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Why stop with Santa's pipe? Let's put him on a treadmill

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Column by David B. Whitlock

I never thought much about Santa smoking a pipe in Clement Moore’s 1823 poem, “Twas the Night Before Christmas,” but now that a new edition of the poem has taken his pipe away, I think I miss it.

Would somebody please give Santa his pipe back? I don’t want him rummaging through my cabinets, frantically trying to find some tobacco for a post sugar-cookie nicotine fix.

Here’s the skinny on Santa and his pipe: It seems self-published Canadian author Pamela McColl decided children and parents should be protected from images of smoking. So she mortgaged her house and sank $200,000 into publishing and promoting her version of Moore’s classic poem. 

“Wouldn’t it be sad if we saw a poem that’s so incredibly influential in our celebration of Christmas cast aside because we didn’t make a simple edit and took out a simple verse that’s offensive to modern children?” she asked.

In order to make Santa less “offensive,” the pipe had to go. Out went the lines, “The stump of a pipe he held tight in his teeth/and the smoke it encircled his head like a wreath.”

Then McColl hired an illustrator to redraw a sanitized Santa without that protruding pipe and tobacco swirl of smoke encircling his head.

Finally, she made it read like it was Santa’s decision to go tobacco free: "Edited by Santa Claus for the benefit of children of the 21st century," she added to the book’s cover.

I don’t miss Santa’s pipe because I long for a smoke. I never was very good at that anyway, although I do admit that during graduate school I smoked a pipe for a brief period of time — at least long enough for someone (Santa himself?) to give me a pipe one Christmas.

Cradling that pipe in my hand, I felt like Santa and I had bonded. The trouble was I spent more time tamping on the tobacco and relighting the thing than I did studying. Besides, the librarian frowned on the presence of a pipe, even an unlit one, on her terrain.

So I gave it up rather easily.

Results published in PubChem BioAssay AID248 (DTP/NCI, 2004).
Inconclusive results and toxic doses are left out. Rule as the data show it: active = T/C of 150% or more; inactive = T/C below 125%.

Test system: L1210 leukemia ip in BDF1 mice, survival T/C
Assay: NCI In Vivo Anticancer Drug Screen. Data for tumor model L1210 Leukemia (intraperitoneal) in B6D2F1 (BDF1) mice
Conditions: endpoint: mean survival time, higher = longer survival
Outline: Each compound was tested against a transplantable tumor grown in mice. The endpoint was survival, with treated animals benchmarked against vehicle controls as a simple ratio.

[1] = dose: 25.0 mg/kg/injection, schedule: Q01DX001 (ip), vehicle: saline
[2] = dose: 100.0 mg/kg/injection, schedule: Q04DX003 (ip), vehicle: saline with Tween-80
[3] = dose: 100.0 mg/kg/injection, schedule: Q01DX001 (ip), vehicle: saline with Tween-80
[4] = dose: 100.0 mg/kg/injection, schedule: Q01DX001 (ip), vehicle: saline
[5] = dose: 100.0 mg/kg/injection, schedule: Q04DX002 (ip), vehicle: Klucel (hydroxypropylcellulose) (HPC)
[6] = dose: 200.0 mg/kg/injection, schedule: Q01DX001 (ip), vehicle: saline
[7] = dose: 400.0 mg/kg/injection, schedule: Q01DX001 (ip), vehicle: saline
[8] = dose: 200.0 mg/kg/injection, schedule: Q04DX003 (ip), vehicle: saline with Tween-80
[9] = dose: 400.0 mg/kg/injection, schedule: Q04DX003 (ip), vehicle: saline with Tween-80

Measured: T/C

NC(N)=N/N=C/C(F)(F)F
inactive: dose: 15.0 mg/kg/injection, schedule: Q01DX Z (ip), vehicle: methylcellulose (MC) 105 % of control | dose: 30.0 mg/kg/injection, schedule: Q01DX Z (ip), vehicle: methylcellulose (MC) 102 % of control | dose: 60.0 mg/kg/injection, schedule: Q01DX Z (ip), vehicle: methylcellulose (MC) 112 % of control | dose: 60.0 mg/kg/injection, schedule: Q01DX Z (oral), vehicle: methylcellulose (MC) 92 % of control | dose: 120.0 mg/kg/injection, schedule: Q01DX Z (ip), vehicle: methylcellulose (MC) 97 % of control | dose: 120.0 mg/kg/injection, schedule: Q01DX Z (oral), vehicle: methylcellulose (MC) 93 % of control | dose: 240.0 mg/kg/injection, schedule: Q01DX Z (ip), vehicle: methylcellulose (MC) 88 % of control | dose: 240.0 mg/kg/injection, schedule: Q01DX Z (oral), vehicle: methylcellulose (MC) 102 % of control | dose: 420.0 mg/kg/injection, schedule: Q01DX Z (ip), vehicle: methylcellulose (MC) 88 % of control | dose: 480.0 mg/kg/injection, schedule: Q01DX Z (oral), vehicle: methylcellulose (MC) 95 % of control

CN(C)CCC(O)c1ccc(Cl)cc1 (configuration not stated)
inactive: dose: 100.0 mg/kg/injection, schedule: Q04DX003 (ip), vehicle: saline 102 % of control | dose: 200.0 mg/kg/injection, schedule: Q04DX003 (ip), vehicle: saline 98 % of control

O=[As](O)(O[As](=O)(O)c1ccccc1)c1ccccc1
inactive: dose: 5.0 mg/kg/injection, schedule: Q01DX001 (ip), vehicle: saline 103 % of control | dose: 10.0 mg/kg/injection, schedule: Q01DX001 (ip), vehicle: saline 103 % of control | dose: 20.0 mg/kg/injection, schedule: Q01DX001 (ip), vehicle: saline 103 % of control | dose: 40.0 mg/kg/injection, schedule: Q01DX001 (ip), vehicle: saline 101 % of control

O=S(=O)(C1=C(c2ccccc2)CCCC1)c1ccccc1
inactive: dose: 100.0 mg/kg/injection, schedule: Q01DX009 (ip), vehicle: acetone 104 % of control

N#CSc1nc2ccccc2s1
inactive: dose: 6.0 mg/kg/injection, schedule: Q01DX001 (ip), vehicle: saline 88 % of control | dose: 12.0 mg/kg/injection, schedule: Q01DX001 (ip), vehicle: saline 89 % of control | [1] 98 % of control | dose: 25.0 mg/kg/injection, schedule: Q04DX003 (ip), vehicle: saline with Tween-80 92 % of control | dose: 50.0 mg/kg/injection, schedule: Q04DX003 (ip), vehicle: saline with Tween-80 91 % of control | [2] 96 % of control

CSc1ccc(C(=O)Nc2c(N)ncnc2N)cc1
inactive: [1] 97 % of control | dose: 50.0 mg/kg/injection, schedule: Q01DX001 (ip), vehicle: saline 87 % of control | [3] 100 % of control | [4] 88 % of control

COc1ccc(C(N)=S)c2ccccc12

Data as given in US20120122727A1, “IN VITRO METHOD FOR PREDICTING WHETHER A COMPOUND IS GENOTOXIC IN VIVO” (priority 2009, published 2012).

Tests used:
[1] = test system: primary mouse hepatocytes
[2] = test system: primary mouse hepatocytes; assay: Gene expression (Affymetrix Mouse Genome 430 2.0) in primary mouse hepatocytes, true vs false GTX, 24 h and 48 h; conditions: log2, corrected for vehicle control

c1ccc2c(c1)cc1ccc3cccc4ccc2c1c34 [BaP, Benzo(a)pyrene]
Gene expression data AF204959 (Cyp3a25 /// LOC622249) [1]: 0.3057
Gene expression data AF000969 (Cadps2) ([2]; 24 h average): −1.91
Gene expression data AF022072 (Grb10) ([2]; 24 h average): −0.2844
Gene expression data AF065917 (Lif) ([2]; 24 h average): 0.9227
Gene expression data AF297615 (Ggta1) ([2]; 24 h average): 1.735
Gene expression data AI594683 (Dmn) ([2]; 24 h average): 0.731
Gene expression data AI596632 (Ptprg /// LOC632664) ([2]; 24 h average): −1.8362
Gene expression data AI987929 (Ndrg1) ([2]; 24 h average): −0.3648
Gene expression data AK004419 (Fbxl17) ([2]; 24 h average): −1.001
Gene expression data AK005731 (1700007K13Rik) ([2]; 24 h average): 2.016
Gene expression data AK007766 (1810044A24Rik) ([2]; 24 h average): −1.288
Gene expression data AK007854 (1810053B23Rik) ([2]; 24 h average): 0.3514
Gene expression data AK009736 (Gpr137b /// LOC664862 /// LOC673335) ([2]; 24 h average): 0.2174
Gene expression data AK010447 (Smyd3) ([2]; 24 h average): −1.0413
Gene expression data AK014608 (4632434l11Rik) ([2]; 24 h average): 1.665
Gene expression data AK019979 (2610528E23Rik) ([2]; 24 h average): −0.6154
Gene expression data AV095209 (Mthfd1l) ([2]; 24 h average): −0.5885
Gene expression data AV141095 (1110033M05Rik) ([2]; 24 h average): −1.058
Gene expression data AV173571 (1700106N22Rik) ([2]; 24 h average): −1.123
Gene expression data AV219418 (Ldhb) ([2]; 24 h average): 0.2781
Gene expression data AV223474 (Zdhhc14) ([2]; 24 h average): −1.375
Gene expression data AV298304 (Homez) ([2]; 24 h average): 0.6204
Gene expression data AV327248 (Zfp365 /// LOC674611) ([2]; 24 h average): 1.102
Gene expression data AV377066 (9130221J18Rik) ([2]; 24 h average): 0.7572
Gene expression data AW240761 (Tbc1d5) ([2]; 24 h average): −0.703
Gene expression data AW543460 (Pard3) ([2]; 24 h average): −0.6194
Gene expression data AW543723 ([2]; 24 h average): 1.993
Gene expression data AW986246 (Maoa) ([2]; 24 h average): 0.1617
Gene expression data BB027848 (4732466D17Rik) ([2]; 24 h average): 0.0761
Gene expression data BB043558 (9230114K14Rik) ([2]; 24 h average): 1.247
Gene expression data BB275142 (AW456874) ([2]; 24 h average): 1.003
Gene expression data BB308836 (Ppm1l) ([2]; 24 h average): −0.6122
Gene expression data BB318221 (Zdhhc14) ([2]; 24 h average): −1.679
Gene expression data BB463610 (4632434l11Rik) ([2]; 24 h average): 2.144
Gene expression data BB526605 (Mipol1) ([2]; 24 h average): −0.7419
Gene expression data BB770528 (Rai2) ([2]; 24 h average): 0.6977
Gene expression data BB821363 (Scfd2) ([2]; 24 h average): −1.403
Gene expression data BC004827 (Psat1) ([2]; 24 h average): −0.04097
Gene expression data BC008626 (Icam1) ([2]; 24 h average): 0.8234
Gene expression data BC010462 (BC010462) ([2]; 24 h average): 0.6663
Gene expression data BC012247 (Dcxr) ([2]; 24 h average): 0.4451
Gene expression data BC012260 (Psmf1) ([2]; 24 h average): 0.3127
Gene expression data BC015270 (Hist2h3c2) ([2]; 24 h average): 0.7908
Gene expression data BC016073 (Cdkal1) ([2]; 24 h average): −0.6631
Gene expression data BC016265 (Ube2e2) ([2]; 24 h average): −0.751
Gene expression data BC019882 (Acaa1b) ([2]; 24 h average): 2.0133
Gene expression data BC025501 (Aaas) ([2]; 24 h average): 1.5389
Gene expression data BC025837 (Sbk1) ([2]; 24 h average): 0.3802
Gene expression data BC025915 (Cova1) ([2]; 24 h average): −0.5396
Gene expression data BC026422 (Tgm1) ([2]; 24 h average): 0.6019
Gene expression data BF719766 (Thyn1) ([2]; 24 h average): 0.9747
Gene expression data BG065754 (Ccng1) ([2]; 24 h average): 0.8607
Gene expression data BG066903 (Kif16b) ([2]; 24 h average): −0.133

Now, my granddad, whom we affectionately called, “Pappy,” knew how to use tobacco. He could spit with the best of them and his “nasty little habit,” as Grandmother called it, made finding him a Christmas present all the more easy and uncomplicated. One single trip to the grocery store for a box of Top chewing tobacco and we were done.

I loved breathing in the pungent tobacco odor before surrendering the box to mom for wrapping. It was plug tobacco because, according to Pappy, “anything else has additives in it and that makes it something entirely different than baccy.”

I don’t know what brand of pipe “baccy” Clement Moore gave Santa, but why have these insensitive moderns chosen Christmas as the time to break him of a gentle smoke? I just hope he doesn’t let his nervous, sweating, shaking, nicotine needy hands grab his whip and in a fit of frustration start relentlessly popping Dasher, Dancer, Donner, and Blitzen.

And what about these “modern children” who are supposedly offended by Santa’s lone vice? (Well, the only vice I know of.) What if Santa caves under pressure: “Enough already! I’m done! Get your own presents, I’m sitting down for some alone time with my pipe.”

I’m not the only one who’s calling for a return of Santa’s pipe.

Deborah Caldwell-Stone, the American Library Association’s deputy director for intellectual freedom likens the new version of “Twas the Night Before Christmas,” to Alan Gribben’s recently edited versions of “The Adventures of Huckleberry Finn,” and “Tom Sawyer,” which replaced the 200 or so occurrences of the “N” word with “slave.” Said Caldwell-Stone: "This was presenting the original but censoring the content. That kind of expurgation that seeks to prevent others from knowing the original work because of a disapproval of the ideas, the content, is a kind of censorship that we've always disapproved of."

Removing Santa’s pipe, involves the “altering of a classic work of literature with a view toward protecting modern sensibilities or preventing children from being aware of the character of the original work," Caldwell-Stone concluded.

Put that in your pipe and smoke it, Ms. McColl. I say if Santa needs a makeover, why stop with the pipe? Put him on the treadmill, trim that beard, slap some contact lens on him and replace the sugar cookies with low-fat yogurt.

But then we wouldn’t recognize him, would we? Santa wouldn’t be Santa.

Santa, I’m with you. I miss your pipe, too, and I’ll do my part to get it back.

Just remember me when you shimmy down my chimney.

Dr. David B. Whitlock is a Baptist minister and author of "Life Matters." He can be reached at drdavid@davidbwhitlock.com.